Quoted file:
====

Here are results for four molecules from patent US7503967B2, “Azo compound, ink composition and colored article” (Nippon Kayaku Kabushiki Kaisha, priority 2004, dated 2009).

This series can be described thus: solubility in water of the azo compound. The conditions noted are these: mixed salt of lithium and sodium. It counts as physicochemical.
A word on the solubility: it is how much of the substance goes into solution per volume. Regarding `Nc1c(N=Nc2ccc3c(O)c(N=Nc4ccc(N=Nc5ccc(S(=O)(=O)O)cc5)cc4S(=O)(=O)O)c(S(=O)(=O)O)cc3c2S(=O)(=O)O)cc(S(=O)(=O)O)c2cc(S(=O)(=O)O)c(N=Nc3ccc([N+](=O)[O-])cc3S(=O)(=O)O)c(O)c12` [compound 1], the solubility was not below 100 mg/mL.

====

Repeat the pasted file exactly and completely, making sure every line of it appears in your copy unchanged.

Here are results for four molecules from patent US7503967B2, “Azo compound, ink composition and colored article” (Nippon Kayaku Kabushiki Kaisha, priority 2004, dated 2009).

This series can be described thus: solubility in water of the azo compound. The conditions noted are these: mixed salt of lithium and sodium. It counts as physicochemical.
A word on the solubility: it is how much of the substance goes into solution per volume. Regarding `Nc1c(N=Nc2ccc3c(O)c(N=Nc4ccc(N=Nc5ccc(S(=O)(=O)O)cc5)cc4S(=O)(=O)O)c(S(=O)(=O)O)cc3c2S(=O)(=O)O)cc(S(=O)(=O)O)c2cc(S(=O)(=O)O)c(N=Nc3ccc([N+](=O)[O-])cc3S(=O)(=O)O)c(O)c12` [compound 1], the solubility was not below 100 mg/mL.